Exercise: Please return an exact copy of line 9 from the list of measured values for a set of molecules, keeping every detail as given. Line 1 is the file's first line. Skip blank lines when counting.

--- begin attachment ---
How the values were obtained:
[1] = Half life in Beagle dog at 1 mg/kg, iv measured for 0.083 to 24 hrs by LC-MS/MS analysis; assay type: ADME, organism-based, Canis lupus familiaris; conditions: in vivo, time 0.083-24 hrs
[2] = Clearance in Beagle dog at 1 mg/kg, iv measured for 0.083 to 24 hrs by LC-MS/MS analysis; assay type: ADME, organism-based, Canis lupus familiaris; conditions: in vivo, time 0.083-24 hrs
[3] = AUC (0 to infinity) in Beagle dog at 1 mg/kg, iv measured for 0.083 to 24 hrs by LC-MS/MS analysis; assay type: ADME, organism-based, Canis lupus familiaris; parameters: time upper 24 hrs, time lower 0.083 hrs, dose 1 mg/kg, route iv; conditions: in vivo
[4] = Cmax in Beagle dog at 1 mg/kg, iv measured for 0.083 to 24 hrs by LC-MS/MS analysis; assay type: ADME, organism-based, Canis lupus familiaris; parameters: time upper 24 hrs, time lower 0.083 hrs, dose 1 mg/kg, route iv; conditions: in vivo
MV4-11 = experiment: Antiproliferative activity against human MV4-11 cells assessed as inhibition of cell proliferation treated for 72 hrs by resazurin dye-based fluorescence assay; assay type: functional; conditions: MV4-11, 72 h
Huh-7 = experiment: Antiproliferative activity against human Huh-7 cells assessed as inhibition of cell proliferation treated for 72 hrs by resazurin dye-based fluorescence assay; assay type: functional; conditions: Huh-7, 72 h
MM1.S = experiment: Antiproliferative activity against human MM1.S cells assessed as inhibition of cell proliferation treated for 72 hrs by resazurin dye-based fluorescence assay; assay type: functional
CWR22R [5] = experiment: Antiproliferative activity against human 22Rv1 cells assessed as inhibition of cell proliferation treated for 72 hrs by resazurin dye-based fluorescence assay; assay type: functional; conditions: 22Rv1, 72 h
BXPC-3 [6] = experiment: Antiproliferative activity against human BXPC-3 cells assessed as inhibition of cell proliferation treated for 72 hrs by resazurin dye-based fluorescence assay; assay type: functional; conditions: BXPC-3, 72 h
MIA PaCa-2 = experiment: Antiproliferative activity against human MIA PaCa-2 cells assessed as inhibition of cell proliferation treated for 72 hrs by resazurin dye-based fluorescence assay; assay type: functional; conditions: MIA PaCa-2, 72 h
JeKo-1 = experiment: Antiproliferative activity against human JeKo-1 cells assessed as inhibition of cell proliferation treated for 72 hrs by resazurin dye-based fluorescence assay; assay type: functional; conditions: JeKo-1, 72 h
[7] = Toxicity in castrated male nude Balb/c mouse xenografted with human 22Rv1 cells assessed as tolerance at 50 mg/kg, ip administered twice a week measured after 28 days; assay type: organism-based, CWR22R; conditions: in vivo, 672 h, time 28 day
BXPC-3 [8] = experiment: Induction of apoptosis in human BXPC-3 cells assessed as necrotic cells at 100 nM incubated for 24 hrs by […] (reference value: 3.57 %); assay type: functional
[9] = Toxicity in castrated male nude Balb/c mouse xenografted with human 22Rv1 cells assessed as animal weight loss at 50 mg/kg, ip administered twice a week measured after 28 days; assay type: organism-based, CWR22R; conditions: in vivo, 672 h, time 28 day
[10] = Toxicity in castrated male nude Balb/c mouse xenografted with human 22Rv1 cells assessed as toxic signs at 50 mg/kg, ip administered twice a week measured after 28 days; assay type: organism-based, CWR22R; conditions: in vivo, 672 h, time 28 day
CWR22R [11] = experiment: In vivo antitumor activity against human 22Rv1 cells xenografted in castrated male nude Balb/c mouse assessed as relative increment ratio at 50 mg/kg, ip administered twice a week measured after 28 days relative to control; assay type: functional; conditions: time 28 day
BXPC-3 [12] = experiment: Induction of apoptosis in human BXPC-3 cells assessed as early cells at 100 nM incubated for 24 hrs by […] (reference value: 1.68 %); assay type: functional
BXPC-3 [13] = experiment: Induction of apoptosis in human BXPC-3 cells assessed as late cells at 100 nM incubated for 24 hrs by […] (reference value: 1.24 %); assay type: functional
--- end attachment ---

CWR22R [5] = experiment: Antiproliferative activity against human 22Rv1 cells assessed as inhibition of cell proliferation treated for 72 hrs by resazurin dye-based fluorescence assay; assay type: functional; conditions: 22Rv1, 72 h